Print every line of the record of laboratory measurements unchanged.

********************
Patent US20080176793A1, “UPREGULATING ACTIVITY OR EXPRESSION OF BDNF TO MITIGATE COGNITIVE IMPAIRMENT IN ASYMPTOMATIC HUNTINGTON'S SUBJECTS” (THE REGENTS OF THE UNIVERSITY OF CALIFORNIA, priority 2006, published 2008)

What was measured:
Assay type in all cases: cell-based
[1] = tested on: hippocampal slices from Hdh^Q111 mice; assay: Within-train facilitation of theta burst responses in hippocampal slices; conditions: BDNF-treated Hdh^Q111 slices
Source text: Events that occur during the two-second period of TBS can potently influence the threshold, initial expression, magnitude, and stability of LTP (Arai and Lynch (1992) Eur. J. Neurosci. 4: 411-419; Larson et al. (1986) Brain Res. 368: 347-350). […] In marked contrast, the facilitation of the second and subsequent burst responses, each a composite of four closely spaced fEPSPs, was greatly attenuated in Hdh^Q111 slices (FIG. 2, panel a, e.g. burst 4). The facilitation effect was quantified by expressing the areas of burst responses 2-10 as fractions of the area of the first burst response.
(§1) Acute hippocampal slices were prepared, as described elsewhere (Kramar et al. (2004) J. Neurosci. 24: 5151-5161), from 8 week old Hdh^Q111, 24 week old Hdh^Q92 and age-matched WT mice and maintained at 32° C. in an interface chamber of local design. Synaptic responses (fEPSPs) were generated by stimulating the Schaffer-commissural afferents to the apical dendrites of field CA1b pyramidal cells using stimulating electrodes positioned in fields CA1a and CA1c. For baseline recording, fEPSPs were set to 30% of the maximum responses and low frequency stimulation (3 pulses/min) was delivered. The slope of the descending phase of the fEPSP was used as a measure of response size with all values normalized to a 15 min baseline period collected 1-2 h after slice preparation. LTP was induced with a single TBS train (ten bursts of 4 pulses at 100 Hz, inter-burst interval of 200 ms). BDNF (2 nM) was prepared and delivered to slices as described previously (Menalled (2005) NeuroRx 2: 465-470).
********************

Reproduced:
Patent US20080176793A1, “UPREGULATING ACTIVITY OR EXPRESSION OF BDNF TO MITIGATE COGNITIVE IMPAIRMENT IN ASYMPTOMATIC HUNTINGTON'S SUBJECTS” (THE REGENTS OF THE UNIVERSITY OF CALIFORNIA, priority 2006, published 2008)

What was measured:
Assay type in all cases: cell-based
[1] = tested on: hippocampal slices from Hdh^Q111 mice; assay: Within-train facilitation of theta burst responses in hippocampal slices; conditions: BDNF-treated Hdh^Q111 slices
Source text: Events that occur during the two-second period of TBS can potently influence the threshold, initial expression, magnitude, and stability of LTP (Arai and Lynch (1992) Eur. J. Neurosci. 4: 411-419; Larson et al. (1986) Brain Res. 368: 347-350). […] In marked contrast, the facilitation of the second and subsequent burst responses, each a composite of four closely spaced fEPSPs, was greatly attenuated in Hdh^Q111 slices (FIG. 2, panel a, e.g. burst 4). The facilitation effect was quantified by expressing the areas of burst responses 2-10 as fractions of the area of the first burst response.
(§1) Acute hippocampal slices were prepared, as described elsewhere (Kramar et al. (2004) J. Neurosci. 24: 5151-5161), from 8 week old Hdh^Q111, 24 week old Hdh^Q92 and age-matched WT mice and maintained at 32° C. in an interface chamber of local design. Synaptic responses (fEPSPs) were generated by stimulating the Schaffer-commissural afferents to the apical dendrites of field CA1b pyramidal cells using stimulating electrodes positioned in fields CA1a and CA1c. For baseline recording, fEPSPs were set to 30% of the maximum responses and low frequency stimulation (3 pulses/min) was delivered. The slope of the descending phase of the fEPSP was used as a measure of response size with all values normalized to a 15 min baseline period collected 1-2 h after slice preparation. LTP was induced with a single TBS train (ten bursts of 4 pulses at 100 Hz, inter-burst interval of 200 ms). BDNF (2 nM) was prepared and delivered to slices as described previously (Menalled (2005) NeuroRx 2: 465-470).